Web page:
Is It Hot In Here...or Is It Me?
Gayle (Dee Wallace Stone) begins to sense the symptoms of menopause in her late 40s. The disturbance causes a rift in her marriage to Barry (Ruben Garfias) because of Gayle's mood swings and waning libido. At, first Barry refuses to admit that age has affected him too; but, over time, he and his wife recognize that they are both transitioning into a different stage of life and that they can either grow together or wallow in self pity and, ultimately, separate.
Gayle's alter-ego, "Rational Gayle" (Donna Cherry), takes Gayle to a string of different specialists who offer no wisdom or comfort; on the contrary, their cold manner is alienating. Finally, Gayle develops an equilibrium that allows her to move past the symptoms of menopause and accept the phenomenon as a bridge between youth and old age.
Adapted by Lina Gallegos from Gayle Sand's novel, Is It Hot in Here...? feels false; it's a manufactured piece that never gets to the root of how society punishes women for something as normal as fingernail growth. Instead, it travails along with kitschy songs that rhyme Viagra with Niagara and dialogue that contains phrases such as "...trading Tampax for Depends." Instead of being placed in Gayle's shoes, we are distanced from the character and her situation by cartoonish contrivances like Gayle and Barry pretending to be in a boxing ring, each flinging insults about the inadequacies of the opposite sex.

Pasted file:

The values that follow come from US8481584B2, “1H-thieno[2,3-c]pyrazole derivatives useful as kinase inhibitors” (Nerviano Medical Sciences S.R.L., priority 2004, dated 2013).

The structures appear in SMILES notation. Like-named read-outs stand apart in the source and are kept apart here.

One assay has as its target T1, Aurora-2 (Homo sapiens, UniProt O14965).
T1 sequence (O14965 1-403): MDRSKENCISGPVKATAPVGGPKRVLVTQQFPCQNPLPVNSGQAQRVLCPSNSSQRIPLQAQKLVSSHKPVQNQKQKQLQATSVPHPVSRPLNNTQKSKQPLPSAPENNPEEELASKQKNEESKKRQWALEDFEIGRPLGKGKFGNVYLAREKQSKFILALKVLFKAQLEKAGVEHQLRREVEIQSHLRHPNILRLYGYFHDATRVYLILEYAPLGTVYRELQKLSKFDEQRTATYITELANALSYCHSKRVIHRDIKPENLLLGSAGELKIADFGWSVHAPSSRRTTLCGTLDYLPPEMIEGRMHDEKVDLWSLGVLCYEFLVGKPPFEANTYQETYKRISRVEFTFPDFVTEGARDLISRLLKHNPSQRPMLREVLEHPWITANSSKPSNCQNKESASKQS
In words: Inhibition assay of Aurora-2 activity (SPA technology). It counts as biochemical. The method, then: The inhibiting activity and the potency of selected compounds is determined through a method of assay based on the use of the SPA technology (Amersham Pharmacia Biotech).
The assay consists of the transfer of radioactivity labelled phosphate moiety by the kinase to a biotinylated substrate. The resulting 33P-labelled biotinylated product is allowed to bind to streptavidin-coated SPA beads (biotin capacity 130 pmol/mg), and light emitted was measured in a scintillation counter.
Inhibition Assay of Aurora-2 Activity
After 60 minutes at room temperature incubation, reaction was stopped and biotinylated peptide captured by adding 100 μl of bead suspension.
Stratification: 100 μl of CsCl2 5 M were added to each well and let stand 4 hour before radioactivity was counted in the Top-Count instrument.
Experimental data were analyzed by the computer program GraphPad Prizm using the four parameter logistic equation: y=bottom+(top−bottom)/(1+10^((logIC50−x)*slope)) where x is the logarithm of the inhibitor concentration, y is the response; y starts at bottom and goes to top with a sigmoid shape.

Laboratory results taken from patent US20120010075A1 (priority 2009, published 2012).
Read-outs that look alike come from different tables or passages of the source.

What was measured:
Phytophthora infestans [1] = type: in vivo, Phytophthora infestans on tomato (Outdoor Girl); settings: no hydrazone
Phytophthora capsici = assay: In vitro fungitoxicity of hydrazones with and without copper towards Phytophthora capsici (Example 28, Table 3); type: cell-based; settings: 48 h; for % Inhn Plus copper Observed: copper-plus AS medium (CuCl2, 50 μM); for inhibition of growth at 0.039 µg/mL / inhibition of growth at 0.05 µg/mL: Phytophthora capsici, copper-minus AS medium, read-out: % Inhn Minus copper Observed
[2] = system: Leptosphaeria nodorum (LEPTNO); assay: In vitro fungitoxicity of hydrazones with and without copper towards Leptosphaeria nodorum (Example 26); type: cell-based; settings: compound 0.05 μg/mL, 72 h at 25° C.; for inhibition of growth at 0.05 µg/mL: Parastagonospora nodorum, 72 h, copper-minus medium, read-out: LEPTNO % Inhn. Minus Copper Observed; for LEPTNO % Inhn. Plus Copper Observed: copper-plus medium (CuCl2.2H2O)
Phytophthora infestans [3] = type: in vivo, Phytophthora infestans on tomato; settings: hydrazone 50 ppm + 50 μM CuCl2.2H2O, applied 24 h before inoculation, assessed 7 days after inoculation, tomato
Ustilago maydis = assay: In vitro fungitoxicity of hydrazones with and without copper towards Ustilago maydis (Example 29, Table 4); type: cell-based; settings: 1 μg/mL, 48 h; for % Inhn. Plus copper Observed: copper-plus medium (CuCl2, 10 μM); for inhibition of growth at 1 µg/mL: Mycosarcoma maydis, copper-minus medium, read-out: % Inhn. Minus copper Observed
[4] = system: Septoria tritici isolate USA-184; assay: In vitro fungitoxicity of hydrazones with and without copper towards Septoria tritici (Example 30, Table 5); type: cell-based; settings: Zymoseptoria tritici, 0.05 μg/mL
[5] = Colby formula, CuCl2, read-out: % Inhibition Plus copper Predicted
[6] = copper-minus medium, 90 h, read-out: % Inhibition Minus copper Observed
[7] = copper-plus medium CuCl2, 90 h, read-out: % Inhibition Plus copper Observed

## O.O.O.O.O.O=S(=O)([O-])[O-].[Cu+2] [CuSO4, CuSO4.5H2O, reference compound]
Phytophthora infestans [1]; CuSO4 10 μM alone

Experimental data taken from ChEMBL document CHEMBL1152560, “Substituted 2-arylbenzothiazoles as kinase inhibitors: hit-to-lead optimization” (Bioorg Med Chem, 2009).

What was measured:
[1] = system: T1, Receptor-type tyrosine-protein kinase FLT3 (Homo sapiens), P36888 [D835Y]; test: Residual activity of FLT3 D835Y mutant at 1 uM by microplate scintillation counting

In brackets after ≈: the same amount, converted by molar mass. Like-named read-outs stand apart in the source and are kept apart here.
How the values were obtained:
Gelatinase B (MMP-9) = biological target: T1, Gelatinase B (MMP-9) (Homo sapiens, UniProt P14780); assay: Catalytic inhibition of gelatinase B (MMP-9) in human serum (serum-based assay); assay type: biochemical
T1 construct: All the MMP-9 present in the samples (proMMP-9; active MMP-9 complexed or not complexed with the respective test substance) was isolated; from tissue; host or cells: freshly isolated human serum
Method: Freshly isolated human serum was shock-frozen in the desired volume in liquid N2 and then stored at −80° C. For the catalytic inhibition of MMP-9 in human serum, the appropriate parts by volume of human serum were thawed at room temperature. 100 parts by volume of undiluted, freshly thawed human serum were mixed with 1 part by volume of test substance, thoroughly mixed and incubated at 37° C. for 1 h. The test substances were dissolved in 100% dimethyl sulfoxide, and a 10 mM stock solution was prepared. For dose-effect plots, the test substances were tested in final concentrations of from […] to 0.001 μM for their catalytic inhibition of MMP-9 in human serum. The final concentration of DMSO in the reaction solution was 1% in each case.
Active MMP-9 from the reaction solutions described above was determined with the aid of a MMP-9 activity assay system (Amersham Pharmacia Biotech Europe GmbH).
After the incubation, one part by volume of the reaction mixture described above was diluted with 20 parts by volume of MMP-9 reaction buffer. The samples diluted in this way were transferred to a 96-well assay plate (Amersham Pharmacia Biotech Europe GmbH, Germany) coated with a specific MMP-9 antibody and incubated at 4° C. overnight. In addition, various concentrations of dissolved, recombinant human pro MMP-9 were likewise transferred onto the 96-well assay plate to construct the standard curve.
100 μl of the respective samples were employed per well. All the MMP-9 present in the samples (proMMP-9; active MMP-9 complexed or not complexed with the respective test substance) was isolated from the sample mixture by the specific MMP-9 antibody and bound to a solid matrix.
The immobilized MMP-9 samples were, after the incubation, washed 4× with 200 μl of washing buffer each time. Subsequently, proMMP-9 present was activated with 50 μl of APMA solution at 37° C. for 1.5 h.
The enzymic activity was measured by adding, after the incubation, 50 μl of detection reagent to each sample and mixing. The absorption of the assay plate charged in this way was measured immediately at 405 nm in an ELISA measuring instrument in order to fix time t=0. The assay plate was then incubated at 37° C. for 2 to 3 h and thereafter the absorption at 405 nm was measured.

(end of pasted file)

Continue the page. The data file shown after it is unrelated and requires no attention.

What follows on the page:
What the play does have in its corner is an engaging female lead. Dee Wallace Stone is winning as a woman on the edge; not looking any older than when she said adios to E.T., she displays incredible energy and pathos as Gayle. Garfias also adds weight to the frivolous script as Barry, a man who is self-consumed at first but who eventually behaves compassionately toward his wife. The rest of the cast members play caricatures and thereby disrupt any chance the audience has of connecting with them.
Roger Nelson's simple set of peach scrims work well, giving the actors mobility and allowing separation between the characters as the scrims define various locations.